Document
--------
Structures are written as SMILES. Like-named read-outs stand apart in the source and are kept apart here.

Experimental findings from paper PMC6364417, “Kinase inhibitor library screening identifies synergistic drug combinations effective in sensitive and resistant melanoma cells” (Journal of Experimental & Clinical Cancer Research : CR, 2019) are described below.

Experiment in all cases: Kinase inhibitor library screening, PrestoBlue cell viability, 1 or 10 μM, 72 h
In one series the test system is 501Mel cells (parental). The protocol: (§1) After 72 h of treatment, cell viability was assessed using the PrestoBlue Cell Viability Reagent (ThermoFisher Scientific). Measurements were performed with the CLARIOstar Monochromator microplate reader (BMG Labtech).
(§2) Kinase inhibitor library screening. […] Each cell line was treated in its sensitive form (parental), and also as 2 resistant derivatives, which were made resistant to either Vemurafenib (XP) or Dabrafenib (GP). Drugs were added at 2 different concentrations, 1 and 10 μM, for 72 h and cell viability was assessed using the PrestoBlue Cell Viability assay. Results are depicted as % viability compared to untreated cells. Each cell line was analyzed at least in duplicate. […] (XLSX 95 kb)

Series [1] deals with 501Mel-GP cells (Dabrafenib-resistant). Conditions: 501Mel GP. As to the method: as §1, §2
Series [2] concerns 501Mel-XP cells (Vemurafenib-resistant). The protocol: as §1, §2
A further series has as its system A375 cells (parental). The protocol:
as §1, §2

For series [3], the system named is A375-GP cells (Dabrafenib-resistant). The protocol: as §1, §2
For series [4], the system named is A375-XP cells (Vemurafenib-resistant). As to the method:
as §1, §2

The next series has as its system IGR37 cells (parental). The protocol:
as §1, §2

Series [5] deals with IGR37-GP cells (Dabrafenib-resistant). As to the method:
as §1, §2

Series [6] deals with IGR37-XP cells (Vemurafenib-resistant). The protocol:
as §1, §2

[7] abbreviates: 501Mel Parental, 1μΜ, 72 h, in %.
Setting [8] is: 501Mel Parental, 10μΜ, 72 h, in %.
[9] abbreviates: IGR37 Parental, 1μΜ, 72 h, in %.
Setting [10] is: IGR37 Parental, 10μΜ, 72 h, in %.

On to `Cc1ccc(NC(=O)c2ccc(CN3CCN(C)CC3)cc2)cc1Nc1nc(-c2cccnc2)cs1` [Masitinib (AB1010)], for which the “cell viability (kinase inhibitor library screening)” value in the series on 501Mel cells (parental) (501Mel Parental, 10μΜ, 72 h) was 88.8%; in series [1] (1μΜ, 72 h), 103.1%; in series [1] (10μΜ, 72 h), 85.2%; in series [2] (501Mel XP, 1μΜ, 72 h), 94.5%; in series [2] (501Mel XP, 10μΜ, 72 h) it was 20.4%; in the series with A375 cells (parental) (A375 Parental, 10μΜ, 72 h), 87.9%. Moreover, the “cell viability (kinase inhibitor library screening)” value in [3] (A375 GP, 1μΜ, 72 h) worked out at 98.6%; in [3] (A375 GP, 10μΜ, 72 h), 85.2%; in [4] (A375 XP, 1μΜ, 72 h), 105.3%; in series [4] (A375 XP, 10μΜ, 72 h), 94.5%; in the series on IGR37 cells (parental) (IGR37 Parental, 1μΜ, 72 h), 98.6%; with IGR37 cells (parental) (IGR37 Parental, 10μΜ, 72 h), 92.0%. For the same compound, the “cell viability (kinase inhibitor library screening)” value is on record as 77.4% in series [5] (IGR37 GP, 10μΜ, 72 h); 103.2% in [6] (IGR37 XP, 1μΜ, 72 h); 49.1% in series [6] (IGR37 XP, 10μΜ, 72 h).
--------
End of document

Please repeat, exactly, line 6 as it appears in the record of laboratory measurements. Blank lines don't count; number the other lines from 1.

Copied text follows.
Series [1] deals with 501Mel-GP cells (Dabrafenib-resistant). Conditions: 501Mel GP. As to the method: as §1, §2